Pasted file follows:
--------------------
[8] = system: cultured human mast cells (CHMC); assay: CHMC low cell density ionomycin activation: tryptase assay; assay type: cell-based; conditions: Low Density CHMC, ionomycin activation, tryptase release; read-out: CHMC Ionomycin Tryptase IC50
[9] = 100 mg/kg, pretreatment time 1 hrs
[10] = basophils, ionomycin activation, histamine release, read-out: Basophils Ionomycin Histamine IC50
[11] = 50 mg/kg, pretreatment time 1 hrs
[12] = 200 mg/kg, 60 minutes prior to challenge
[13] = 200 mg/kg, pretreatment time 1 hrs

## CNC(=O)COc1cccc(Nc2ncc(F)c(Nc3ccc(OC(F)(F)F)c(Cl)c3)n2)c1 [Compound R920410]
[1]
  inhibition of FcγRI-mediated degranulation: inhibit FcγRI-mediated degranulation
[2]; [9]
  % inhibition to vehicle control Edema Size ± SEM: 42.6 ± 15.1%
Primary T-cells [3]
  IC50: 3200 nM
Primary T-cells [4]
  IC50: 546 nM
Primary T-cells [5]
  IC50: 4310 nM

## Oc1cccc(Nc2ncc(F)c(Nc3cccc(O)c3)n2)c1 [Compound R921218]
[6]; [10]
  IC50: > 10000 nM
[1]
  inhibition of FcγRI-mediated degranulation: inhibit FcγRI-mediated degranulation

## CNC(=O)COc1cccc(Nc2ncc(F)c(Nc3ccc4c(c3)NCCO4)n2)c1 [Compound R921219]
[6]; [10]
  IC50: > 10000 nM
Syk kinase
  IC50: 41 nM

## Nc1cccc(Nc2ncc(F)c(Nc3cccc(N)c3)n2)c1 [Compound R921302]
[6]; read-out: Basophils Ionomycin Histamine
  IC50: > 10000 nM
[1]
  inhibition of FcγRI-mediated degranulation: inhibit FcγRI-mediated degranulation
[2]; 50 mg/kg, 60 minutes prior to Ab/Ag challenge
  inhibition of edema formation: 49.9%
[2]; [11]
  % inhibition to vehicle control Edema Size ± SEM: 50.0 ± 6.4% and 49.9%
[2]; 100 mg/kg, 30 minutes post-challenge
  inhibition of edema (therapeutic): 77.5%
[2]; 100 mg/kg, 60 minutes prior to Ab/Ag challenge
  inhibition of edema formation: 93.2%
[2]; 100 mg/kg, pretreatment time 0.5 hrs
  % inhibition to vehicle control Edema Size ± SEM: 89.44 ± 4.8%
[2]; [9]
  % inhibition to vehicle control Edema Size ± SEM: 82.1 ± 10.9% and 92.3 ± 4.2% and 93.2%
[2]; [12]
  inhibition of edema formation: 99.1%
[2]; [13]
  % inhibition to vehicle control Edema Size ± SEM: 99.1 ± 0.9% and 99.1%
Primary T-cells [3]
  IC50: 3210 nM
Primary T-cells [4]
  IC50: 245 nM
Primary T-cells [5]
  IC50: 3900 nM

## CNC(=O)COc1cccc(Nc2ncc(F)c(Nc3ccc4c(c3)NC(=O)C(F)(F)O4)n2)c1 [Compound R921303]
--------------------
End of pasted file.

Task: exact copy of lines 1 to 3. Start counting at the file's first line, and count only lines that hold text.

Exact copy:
[8] = system: cultured human mast cells (CHMC); assay: CHMC low cell density ionomycin activation: tryptase assay; assay type: cell-based; conditions: Low Density CHMC, ionomycin activation, tryptase release; read-out: CHMC Ionomycin Tryptase IC50
[9] = 100 mg/kg, pretreatment time 1 hrs
[10] = basophils, ionomycin activation, histamine release, read-out: Basophils Ionomycin Histamine IC50